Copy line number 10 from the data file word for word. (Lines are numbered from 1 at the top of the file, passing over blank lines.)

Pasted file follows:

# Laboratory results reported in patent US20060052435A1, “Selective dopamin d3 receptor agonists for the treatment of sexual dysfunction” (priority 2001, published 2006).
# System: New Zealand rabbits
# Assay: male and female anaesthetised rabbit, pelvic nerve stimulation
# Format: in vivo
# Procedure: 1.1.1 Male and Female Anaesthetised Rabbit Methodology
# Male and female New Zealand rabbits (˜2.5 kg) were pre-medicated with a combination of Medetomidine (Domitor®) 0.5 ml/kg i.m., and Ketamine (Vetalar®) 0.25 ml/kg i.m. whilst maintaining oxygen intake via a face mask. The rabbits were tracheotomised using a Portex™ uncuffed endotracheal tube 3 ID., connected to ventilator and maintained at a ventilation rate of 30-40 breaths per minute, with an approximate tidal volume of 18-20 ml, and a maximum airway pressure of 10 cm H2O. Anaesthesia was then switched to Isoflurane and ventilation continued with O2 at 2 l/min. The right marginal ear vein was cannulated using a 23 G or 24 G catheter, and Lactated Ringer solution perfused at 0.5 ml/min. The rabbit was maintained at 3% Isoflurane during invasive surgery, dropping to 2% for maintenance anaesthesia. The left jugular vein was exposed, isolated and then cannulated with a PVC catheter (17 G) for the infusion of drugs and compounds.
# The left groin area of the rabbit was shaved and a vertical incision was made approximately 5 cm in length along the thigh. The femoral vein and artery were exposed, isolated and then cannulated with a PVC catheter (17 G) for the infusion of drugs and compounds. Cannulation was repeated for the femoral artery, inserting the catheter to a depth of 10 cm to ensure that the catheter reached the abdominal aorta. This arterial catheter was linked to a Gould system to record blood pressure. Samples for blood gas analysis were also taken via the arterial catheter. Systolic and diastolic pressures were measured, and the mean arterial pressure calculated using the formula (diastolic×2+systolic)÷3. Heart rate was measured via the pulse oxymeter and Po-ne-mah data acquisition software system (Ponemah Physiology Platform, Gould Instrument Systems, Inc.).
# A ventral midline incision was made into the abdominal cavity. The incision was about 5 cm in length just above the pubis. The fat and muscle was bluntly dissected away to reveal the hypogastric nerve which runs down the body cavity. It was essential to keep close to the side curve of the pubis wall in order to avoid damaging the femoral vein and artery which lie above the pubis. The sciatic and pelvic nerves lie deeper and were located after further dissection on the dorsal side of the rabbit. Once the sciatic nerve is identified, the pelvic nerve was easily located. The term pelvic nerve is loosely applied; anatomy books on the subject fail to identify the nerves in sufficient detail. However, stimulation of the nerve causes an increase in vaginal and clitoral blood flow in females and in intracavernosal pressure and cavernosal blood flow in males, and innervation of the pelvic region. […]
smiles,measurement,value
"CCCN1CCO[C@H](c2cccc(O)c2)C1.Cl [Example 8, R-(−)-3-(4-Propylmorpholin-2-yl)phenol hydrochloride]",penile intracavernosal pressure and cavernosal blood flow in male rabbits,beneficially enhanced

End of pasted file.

"CCCN1CCO[C@H](c2cccc(O)c2)C1.Cl [Example 8, R-(−)-3-(4-Propylmorpholin-2-yl)phenol hydrochloride]",penile intracavernosal pressure and cavernosal blood flow in male rabbits,beneficially enhanced